Blog

  • by Architecture for Humanity
  • Oct 25, 2012
  • comments

At long last.... We are eager to share with you that the classroom building of phase 1 of Ecole Baptiste Bon Berger, Pele, Haiti is substantially complete. The school site is located in Simon Pele, on the outskirts Citi Soleil in Haiti, which has bad reputation for violence and high concentration of underpriviledged children. This project location was a challlenge however, we've defeated the odds. (see below)

  • by Architecture for Humanity
  • Oct 24, 2012
  • comments

Headquarters has recently devised and established a new tracking tool for the six Football for Hope centres now in construction in Botswana, Tanzania, Cameroon, and South Africa (2), and Mozambique. The device is analog, occupying a field with metered imaging–we're stoked to use tech lingo (or our closest approximation) from the heart of San Francisco. Some HQ members are calling the device a "race track," but a more precise name would be "progress wall." For Humanity.

  • by Architecture for Humanity
  • Oct 19, 2012
  • comments

Yesterday, promptly at 10:18 our office manager drilled us on emergency procedure for earthquakes, as part of nationwide Great Shakeout. The office was prepared–in part due to Jason's reminder orientation of emergency kits, routes and off-site meeting area. The procedure's changed since the last time we ran it six months ago–in part because our previous meet-up parking lot is now a condo construction site. Hey, in SOMA, you have to be prepared for everything.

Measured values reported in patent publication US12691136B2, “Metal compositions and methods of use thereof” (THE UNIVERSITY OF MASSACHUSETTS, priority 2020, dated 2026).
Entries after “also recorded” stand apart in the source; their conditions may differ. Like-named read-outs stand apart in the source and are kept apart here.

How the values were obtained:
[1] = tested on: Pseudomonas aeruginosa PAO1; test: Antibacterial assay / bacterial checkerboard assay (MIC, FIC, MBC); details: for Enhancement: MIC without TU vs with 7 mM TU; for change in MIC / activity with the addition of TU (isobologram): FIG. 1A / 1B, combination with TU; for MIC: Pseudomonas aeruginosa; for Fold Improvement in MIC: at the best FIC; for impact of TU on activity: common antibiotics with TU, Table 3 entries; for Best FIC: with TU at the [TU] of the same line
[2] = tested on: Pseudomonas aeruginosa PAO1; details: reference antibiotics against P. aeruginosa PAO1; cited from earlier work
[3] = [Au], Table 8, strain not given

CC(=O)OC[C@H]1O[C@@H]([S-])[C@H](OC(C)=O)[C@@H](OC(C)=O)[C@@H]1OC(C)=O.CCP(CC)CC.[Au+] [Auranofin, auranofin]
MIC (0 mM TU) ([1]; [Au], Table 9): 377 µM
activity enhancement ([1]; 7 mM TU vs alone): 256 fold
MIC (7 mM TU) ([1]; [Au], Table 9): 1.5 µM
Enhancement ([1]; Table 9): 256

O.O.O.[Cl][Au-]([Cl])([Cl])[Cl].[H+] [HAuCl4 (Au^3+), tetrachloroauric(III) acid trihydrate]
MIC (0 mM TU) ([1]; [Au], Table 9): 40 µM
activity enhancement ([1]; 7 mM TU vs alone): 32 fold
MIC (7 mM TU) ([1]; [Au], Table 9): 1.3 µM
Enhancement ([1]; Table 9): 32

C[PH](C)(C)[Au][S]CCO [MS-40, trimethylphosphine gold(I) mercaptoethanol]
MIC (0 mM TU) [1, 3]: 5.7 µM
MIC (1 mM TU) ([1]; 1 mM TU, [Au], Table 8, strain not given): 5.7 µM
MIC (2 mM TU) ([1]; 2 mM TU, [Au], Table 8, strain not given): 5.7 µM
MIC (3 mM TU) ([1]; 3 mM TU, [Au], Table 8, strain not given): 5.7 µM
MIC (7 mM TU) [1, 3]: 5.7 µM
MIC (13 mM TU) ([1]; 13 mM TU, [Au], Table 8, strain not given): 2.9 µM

Our Shakeout drill was planned by our Resiliency and Recovery Studio. We're thrilled that this drill dovetails so easily with the grant work being done via ArchitectsRebuild.org, and hope to get similar updates soon from the Grantees. Photos after the break.

Land title and land tenure. Believe it or not, it’s this battle that’s dictating the pace of reconstruction in Haiti–and the issue is hairy. I mean, technical. Architecture for Humanity Design Fellow Frederique “Rickie” Siegel fell into a working group last year bent on addressing the bottleneck on permanent development throughout the country following (but not due to) the 2010 earthquake. Headquarters had an extended conversation with Rickie that, however tempted we are to edit down for running “a bit long,” remains unabridged–with hopes it provides a comprehensive explanation of what it’s going to take to turn the issues of “who owns what where” in Haiti into an accessible system from which permanent construction on “untenable” property can be legally defended. If you can get through it, you'll be eternally rewarded.

Pages